Street outreach work has not always been valued. Misunderstandings about its role and how it should function have sometimes caused friction with police and worked against the full effectiveness of outreach. To help improve that dynamic, Chicago's Communities Partnering 4 Peace initiative has launched the Metropolitan Peace Academy.

Communities Partnering 4 Peace (CP4P), convened by Metropolitan Family Services, is a framework that provides a comprehensive, long-term approach to reducing violence and gang activity among the individuals and communities it serves. Its work is rooted in nonviolence, trauma-informed care, hyper-local collaboration and restorative justice practices.

CP4P has gathered eight of Chicago's most respected community-based organizations working in street outreach to work in nine of the city's most at-risk communities in order to 1) help reduce shootings and homicides, 2) create and reclaim safe community spaces, and 3) professionalize the field of community outreach.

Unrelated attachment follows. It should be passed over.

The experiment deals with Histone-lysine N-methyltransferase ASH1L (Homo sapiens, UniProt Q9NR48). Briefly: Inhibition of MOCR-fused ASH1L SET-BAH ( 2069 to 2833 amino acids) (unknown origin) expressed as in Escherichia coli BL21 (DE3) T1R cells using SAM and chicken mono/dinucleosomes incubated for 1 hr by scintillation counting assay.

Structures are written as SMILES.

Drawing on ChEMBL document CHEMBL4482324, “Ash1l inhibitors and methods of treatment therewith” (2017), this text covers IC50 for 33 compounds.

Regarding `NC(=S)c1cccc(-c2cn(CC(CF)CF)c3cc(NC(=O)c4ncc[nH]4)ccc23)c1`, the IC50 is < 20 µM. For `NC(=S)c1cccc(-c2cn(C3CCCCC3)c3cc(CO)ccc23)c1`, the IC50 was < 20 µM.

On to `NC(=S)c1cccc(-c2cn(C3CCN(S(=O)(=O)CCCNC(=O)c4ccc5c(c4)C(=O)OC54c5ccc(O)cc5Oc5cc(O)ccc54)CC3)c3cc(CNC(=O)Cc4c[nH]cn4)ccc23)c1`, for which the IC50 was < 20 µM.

As the focus of goal #3 Metropolitan Family Services is collaborating with its CP4P and other experts to develop and implement the Metropolitan Peace Academy (MPA). The goal of MPA is to professionalize and strengthen the fields of street outreach and community violence prevention. This will be accomplished by:

  • Establishing core competencies, knowledge and skills required of outreach workers and violence prevention practitioners;
  • Ensuring consistent standards in how outreach workers deliver services;
  • Offering ongoing professional development of outreach workers to promote best practices; and